"In its simplest form, a CDS is just a bet on an outcome. Say Bank A writes a million-dollar mortgage to the Pope for a town house in the West Village. Bank A wants to hedge its mortgage risk in case the Pope can't make his monthly payments, so it buys CDS protection from Bank B, wherein it agrees to pay Bank B a premium of $1,000 a month for five years. In return, Bank B agrees to pay Bank A the full million-dollar value of the Pope's mortgage if he defaults. In theory, Bank A is covered if the Pope goes on a meth binge and loses his job."

"There's this notion that the regulators couldn't do anything to stop AIG," says a government official who was present during the bailout. "That's bullshit. What you have to understand is that these regulators have ultimate power. They can send you a letter and say, 'You don't exist anymore,' and that's basically that. They don't even really need due process. The OTS could have said, 'We're going to pull your charter; we're going to pull your license; we're going to sue you.' And getting sued by your primary regulator is the kiss of death...."

Link: http://www.rollingstone.com/politics/story/26793903/the_big_takeover/4

Wednesday, 18 March 2009

FOMC Meeting

I don't know what's going on today, but it's necessary to pay attention to what is happening because "current events form future trends." The FOMC released its statement today at 2:15 EST and a lot of markets skyrocketed. The stock market shot up, gold blasted off, oil exploded (although belated), treasuries got a bid up, and the dollar plummeted against other currencies. Essentially, you had 3 of the 5 major asset classes explode up. From a human psychology standpoint, there was a lot of emotion in these markets today. I don't know what this means yet, but today could be a sign of future trends in the market.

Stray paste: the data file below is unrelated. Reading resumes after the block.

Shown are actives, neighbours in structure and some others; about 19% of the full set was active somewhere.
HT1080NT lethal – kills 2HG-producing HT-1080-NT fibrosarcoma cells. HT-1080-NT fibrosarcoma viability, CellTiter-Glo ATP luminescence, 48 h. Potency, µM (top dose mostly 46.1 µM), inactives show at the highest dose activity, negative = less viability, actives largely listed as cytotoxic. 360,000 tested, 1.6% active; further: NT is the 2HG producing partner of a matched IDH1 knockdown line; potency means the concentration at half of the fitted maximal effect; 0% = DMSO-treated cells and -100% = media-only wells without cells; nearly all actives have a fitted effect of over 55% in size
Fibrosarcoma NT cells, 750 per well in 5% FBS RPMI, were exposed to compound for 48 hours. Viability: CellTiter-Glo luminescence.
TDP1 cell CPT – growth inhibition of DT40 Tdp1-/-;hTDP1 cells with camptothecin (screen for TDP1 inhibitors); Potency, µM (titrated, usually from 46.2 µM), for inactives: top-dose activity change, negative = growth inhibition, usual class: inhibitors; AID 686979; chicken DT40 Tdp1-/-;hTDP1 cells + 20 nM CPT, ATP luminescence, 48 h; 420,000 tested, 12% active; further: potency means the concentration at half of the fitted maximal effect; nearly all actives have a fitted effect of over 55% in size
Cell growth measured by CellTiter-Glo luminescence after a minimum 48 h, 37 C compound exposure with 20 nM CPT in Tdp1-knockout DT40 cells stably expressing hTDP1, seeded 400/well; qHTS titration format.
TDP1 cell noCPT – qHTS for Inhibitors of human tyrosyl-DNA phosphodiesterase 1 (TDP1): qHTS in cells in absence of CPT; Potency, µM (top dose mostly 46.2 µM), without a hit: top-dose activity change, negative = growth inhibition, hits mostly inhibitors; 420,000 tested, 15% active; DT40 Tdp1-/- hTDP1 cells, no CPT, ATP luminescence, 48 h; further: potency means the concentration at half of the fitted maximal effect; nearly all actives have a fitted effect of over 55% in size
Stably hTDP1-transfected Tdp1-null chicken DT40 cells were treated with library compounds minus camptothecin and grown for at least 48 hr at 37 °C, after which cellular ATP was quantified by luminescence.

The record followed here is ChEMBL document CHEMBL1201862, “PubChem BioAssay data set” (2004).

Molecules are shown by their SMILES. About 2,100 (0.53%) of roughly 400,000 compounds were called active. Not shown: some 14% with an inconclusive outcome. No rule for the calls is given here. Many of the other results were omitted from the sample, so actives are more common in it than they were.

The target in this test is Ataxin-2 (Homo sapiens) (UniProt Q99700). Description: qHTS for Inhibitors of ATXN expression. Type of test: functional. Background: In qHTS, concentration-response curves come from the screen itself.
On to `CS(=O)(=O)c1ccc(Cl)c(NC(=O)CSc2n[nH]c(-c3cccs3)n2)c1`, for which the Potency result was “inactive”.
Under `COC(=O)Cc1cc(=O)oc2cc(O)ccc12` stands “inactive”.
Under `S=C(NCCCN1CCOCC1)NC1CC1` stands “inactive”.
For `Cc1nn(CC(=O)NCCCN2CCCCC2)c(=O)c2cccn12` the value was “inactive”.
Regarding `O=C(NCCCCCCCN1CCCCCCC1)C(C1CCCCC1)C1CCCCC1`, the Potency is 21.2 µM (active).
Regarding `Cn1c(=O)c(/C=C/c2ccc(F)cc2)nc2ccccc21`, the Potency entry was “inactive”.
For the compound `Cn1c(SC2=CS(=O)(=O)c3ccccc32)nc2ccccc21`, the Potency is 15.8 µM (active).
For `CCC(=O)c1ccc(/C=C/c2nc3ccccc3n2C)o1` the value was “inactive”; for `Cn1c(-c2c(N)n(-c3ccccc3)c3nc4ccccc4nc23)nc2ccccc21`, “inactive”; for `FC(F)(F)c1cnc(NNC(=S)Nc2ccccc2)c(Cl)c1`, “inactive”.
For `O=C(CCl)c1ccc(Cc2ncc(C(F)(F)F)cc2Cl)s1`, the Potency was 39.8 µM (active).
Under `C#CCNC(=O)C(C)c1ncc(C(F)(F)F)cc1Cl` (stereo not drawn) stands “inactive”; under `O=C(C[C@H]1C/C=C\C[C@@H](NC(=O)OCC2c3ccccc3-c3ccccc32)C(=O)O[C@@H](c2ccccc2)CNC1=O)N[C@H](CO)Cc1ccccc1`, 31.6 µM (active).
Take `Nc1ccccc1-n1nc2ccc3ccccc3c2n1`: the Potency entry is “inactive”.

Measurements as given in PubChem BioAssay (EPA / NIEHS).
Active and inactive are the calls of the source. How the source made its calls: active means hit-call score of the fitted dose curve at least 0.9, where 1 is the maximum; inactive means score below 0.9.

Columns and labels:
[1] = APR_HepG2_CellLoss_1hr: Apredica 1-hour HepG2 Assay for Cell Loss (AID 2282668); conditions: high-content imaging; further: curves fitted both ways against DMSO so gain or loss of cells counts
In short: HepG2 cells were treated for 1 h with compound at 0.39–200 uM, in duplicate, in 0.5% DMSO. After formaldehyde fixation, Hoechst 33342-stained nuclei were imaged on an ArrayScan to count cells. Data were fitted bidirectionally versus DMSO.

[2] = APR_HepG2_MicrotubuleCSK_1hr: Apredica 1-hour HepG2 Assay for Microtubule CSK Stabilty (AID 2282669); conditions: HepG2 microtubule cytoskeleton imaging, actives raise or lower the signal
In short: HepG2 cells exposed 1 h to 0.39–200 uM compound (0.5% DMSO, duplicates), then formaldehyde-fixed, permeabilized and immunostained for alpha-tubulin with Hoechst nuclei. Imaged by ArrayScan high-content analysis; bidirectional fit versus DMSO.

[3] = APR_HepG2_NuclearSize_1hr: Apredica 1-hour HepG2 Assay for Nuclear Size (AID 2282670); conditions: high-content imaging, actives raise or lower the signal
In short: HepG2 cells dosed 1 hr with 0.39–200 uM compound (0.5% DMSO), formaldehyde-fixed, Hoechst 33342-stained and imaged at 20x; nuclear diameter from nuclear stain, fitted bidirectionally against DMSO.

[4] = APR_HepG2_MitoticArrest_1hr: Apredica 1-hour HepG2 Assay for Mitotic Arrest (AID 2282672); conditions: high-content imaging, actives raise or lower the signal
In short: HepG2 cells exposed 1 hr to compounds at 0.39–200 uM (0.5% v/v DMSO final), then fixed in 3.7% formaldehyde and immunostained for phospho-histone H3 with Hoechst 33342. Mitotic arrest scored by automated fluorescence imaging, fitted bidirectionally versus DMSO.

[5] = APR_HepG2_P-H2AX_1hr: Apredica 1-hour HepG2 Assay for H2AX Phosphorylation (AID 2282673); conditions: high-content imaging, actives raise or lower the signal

Friday, 13 March 2009

Commentary: Your source for news, commentary, and stock info

New Rally Just Beginning?

Well, Investor's Business Daily has now confirmed that we are in a market rally. That is probably their 5th or 6th confirmed rally declaration since the peak in October 2007. So, I don't think we should pay much attention to what they are saying. It's true that no new bull market has ever started without a reversal day and a consequent "follow-through day". But a bear market like this one deserves to be treated with caution when you get bullish signals that usually work. Because of extreme pessimism levels and an intense desire to sell each rally attempt fools people into thinking that "the bottom is in". I am skeptical of this current rally that we are in, which probably makes it more likely that it will last longer than I think. I was hoping and still am that we make one more new low, and then I can be confident that an intermediate low has been established. If we don't make a new low, I expect this rally to last several months. However, the "endgame" is lower lows in all the major indices over the next two years. Stocks have been bashed, people's pensions have been damaged severely, and confidence is low, but TIME is an important element. The rapid destruction of stock values and confidence will take time to repair, so it is unreasonable to assume that all the world's ills will be resolved in a few months just because the stock market went up for a few months. I contend that 514 days from top (October 9, 2007) to bottom (March 6, 2009) is not enough, in terms of duration, for the bear market to be over. Play the bounce, but realize it will be fleeting.